"ordered by a public decree, on pain or punishment, that no man should wear a scarlet cap but cardinals; to whom also, in the first year of his popedom, he gave cloth of the same colour, to put upon their horses and mules when they rode; and besides, would have put into the decree, that the cardinals' hats should be of scarlet silk:'

upon which Du MaulinF9Defence of the Catholic Faith, &c. c. 3. p. 38. makes this remark;

"Pope Paul the Second was the first that gave scarlet to the cardinals, as well for themselves as for their mules, to the end that this prophecy, which agreeth in general with the see of Rome, might likewise appertain particularly to everyone of the pillars of the said see, which is to be set upon a "scarlet coloured beast".'

It follows,

full of names of blasphemy: that is, the beast, or Roman Papal empire, was full of them; in Revelation 13:1 a name of blasphemy is said to be upon his head, and he to have a mouth speaking blasphemy; but here his whole body is represented as full of them, and may refer to the blasphemous doctrines of worshipping of images, of pardons and indulgences, of transubstantiation, &c. and to the multitude of images, of the virgin Mary, and other saints, in the antichristian state, in every part of it; and to those blaspheming persons, the cardinals, priests, and Jesuits, which abound in it; as well as to those blasphemous names and titles which are given to the pope, the head of it, or assumed by him; such as God on earth, the vicar of Christ, the head, and husband, and foundation of the church, with many others:

having seven heads, and ten horns: the seven heads are the seven mountains, on which the city of Rome, the metropolis of the empire, is seated; and the seven kings, or seven forms of government, under which it has been, as appears from Revelation 17:9; see Gill on Revelation 13:1 and the "ten horns" signify the ten kings over the ten kingdoms, into which the empire was divided, when overrun by the Goths and Vandals; and which ten kings gave their kingdoms to the beast, the Romish antichrist; they gave their strength and power to him, being of his religion, and have been his horns, his defenders and supporters, ever since, as may be gathered from Revelation 17:12.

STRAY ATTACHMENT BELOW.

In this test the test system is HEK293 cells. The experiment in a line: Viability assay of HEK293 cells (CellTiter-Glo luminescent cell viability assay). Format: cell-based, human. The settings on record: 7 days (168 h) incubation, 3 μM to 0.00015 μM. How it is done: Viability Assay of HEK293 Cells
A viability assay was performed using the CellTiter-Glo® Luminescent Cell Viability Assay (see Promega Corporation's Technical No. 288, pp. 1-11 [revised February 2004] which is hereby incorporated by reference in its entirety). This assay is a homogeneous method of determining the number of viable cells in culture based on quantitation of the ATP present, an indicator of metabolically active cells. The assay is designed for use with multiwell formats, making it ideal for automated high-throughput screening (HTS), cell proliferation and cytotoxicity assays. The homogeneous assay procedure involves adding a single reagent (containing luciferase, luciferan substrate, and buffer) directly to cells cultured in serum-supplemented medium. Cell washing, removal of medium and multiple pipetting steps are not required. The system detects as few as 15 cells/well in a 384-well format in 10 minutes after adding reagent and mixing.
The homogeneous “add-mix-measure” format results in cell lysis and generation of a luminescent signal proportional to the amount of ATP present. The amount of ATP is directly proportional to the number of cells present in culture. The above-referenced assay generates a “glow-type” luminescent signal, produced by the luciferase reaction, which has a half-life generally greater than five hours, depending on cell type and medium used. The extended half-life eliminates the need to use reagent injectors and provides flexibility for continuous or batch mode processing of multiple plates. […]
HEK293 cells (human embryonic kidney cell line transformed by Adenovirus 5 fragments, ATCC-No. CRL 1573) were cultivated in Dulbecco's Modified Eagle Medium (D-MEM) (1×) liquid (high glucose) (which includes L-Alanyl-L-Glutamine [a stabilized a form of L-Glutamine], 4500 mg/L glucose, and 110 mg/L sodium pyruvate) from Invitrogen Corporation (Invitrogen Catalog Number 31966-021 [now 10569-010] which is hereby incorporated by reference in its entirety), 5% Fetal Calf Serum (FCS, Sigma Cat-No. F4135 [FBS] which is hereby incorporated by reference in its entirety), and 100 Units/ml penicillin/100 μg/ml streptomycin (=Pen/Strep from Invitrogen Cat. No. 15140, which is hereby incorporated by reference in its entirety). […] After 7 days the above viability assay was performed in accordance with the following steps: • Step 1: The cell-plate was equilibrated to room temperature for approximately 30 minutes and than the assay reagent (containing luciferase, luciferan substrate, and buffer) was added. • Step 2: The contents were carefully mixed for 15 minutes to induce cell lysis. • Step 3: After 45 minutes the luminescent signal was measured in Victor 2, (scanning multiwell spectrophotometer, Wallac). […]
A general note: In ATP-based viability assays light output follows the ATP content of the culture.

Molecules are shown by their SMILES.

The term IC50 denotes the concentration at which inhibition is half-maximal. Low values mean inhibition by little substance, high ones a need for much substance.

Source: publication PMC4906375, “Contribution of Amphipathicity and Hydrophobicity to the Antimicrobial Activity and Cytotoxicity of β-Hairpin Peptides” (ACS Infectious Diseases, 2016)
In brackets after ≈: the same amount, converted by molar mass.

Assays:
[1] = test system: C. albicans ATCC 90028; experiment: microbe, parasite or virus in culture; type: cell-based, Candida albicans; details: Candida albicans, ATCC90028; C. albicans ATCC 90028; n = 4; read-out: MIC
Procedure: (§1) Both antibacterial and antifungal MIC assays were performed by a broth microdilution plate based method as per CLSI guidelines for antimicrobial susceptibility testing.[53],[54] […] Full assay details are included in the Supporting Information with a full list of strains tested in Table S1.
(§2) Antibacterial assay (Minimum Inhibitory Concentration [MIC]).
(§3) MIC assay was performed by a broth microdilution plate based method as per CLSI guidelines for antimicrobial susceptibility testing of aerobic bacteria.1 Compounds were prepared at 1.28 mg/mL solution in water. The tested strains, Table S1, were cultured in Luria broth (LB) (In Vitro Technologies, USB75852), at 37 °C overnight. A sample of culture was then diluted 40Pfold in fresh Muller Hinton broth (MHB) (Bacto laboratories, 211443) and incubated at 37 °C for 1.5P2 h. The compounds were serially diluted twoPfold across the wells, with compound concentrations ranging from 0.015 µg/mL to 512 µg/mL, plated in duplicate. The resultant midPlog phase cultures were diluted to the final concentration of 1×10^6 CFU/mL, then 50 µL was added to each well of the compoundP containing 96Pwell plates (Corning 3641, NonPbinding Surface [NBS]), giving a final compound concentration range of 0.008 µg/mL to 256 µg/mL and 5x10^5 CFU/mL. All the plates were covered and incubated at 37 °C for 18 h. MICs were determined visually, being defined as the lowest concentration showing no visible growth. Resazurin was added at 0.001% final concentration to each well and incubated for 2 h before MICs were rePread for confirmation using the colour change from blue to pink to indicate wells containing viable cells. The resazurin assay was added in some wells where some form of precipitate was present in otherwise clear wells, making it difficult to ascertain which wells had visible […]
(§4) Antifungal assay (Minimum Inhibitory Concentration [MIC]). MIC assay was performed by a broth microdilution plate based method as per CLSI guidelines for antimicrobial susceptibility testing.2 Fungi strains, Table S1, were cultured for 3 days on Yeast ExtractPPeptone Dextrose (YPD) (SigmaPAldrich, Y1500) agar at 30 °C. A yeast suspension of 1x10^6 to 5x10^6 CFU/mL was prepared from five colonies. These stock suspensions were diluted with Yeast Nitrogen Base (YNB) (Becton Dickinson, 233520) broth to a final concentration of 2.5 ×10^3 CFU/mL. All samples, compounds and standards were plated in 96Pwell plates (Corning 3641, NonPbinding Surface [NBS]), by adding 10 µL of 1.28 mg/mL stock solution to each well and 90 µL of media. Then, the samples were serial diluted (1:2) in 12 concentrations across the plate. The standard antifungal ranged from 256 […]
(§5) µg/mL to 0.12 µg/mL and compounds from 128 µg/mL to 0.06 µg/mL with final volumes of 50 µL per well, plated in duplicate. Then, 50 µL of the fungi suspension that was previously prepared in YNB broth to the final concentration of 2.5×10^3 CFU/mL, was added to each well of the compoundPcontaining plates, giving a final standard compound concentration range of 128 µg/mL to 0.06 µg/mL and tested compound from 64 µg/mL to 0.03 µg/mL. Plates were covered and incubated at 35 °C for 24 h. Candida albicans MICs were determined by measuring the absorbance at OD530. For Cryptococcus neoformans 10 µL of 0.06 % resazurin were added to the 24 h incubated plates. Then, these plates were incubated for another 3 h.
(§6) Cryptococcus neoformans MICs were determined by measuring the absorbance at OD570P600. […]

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Bibliographical Information
Gill, John. "Commentary on Revelation 17:3". "The New John Gill Exposition of the Entire Bible". https://www.studylight.org/commentaries/geb/revelation-17.html. 1999.

Geneva Study Bible

3 So he carried me away in the spirit into the wilderness: and I saw a woman sit upon a b scarlet coloured beast, full of names of blasphemy, having seven heads and ten horns.

(3) Henceforth is propounded the type of Babylon, and the state of it, in four verses. After, a declaration of the type, in the rest of this chapter. In the type are described two things, the beast (of whom chapter thirteen speaks), in this verse and the woman that sits on the beast in (Revelation 17:4-6). The beast in process of time has gotten somewhat more than was expressed in the former vision. First in that it is not read before that he was apparelled in scarlet, a robe imperial and of triumph. Secondly, in that this is full of names of blasphemy: the other carried the name of blasphemy only in his heads. So God teaches that this beast is much increased in impiety and injustice and does in this last age, triumph in both these more insolently and proudly then ever before.

(b) A scarlet colour, that is, with a red and purple garment: and surely it was not without cause the romish clergy were so much delighted with this colour.

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Beza, Theodore. "Commentary on Revelation 17:3". "The 1599 Geneva Study Bible". https://www.studylight.org/commentaries/gsb/revelation-17.html. 1599-1645.